A few weeks ago, we've silently released the first public beta version of genesis. But what is genesis about?
genesis is open-source software (LGPL) and its main objective is to allow you to build powerful, scalable applications in a simple, productive and testable way. Although its long term goals are much more ambitious, right now it focuses on two main areas:
- UI programming: your form is just an annotated POJO and... that is it; no further requirements. Annotations will allow you to automatically populate comboboxes and tables, to enable/disable widgets, make them visible or not, clear fields based on conditions etc., in a declarative way. Programming a complex UI becomes a very simple task, which is one of the main reasons some people still avoid using Java on the desktop. The current implementation uses Thinlet as the view technology, but other APIs, such as Swing, will be supported soon.
- Business components: many "modern" frameworks support a POJO model for business components, but there are still several limitations - a business object cannot be directly instantiated, but rather injected or looked up using a factory, for example, or you have to expose your POJO using an interface or otherwise you won't be able to take advantage of most facilities offered by these frameworks. genesis takes a different road: you can use
newto instantiate your components and they don't have to implement or be exposed by any interface in order to take advantage of genesis' facilities. In runtime, depending on your configuration, genesis may use EJB technology to execute your POJOs as if they were Stateless Session Beans or you can work in local mode (which is cool for some desktop applications). You don't have to change a single line of code to switch execution modes, but just use a different target to build your application. Current genesis features include transparent remoting, transactional support and DI (dependency injection) for Hibernate. General DI will be supported soon.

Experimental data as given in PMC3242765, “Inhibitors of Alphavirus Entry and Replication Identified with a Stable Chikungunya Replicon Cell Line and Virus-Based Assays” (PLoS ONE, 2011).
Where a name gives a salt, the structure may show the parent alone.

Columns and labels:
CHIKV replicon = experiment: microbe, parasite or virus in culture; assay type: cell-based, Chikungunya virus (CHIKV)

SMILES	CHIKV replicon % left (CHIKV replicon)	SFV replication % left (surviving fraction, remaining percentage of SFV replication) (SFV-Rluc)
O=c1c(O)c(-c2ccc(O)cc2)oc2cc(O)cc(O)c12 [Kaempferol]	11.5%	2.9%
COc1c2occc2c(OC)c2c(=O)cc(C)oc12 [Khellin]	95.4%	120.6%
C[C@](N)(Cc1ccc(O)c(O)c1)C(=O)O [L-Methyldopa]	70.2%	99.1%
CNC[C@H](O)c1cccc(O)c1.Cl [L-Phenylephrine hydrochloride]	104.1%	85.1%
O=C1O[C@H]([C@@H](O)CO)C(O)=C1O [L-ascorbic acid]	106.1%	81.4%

genesis does not try to reinvent the wheel, but rather builds on top of several other open-source projects to deliver its functionalities. Besides Thinlet, this release relies heavily on AspectWerkz and AOP to implement a flexible core so that new ways to do remoting or to configure a form - using xml, for example - are easy to write and don't require any changes to existent genesis code. So, if you are looking for practical ways of using AOP, check out genesis sources.
genesis is already running on production environments and, in one of them, the server-side application is capable of handling more than 1.125 million transactions per day with a single box. You can access genesis docs and download it at https://genesis.dev.java.net
UPDATE: genesis was the 2nd largest java.net project by commits last month according to this report, so it is really worth a quick look. ;-)